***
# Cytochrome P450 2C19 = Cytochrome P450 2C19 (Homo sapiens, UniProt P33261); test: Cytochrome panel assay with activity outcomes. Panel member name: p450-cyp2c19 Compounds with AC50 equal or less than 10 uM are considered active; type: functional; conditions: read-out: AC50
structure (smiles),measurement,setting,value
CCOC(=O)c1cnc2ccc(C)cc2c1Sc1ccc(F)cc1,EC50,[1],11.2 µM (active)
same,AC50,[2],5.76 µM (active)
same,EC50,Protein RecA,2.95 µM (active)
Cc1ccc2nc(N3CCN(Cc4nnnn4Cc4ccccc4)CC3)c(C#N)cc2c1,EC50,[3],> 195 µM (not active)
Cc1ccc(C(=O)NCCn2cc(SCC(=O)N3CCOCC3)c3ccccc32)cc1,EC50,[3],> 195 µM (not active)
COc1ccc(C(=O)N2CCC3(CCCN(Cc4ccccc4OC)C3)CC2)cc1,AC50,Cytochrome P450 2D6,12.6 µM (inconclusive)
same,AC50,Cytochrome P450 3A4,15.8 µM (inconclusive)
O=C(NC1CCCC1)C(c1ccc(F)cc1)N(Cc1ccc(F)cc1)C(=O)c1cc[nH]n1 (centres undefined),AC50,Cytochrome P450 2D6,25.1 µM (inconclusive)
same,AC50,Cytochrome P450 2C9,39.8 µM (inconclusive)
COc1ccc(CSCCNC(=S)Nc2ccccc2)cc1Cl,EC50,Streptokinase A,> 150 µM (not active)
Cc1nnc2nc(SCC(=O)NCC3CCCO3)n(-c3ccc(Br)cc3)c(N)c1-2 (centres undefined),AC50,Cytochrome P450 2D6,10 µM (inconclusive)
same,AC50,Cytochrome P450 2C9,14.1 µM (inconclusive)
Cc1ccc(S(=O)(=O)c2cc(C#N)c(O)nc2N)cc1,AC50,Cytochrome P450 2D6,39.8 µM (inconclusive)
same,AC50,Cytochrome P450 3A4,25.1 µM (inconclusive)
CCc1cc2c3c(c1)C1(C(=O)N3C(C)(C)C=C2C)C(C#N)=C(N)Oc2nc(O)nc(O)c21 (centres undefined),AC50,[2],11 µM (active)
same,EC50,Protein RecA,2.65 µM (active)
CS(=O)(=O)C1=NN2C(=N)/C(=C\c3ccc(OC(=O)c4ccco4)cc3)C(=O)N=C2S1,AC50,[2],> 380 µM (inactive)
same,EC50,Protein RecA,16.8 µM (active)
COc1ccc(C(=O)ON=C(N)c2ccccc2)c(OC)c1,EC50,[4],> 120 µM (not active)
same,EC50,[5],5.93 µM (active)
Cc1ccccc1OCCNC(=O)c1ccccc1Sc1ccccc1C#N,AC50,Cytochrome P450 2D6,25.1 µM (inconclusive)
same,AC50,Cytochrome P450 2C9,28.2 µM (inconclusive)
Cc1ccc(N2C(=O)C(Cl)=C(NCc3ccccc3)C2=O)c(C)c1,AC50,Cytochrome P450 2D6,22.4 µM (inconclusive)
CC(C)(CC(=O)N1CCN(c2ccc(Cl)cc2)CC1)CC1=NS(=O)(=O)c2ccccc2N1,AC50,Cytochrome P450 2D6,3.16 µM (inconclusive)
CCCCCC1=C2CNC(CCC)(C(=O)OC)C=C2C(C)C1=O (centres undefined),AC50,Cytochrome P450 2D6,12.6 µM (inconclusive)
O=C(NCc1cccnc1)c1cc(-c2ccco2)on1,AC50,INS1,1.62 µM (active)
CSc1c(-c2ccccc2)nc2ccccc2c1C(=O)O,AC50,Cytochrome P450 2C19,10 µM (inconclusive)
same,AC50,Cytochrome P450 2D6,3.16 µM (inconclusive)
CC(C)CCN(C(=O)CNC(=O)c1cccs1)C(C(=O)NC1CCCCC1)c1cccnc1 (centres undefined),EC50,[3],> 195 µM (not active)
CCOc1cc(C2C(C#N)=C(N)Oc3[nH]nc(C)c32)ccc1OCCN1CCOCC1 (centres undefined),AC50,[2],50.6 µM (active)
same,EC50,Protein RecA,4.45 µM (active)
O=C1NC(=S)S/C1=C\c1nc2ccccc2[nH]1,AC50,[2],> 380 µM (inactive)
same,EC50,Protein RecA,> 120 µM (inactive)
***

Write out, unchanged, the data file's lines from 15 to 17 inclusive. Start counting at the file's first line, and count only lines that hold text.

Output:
Cc1ccc(S(=O)(=O)c2cc(C#N)c(O)nc2N)cc1,AC50,Cytochrome P450 2D6,39.8 µM (inconclusive)
same,AC50,Cytochrome P450 3A4,25.1 µM (inconclusive)
CCc1cc2c3c(c1)C1(C(=O)N3C(C)(C)C=C2C)C(C#N)=C(N)Oc2nc(O)nc(O)c21 (centres undefined),AC50,[2],11 µM (active)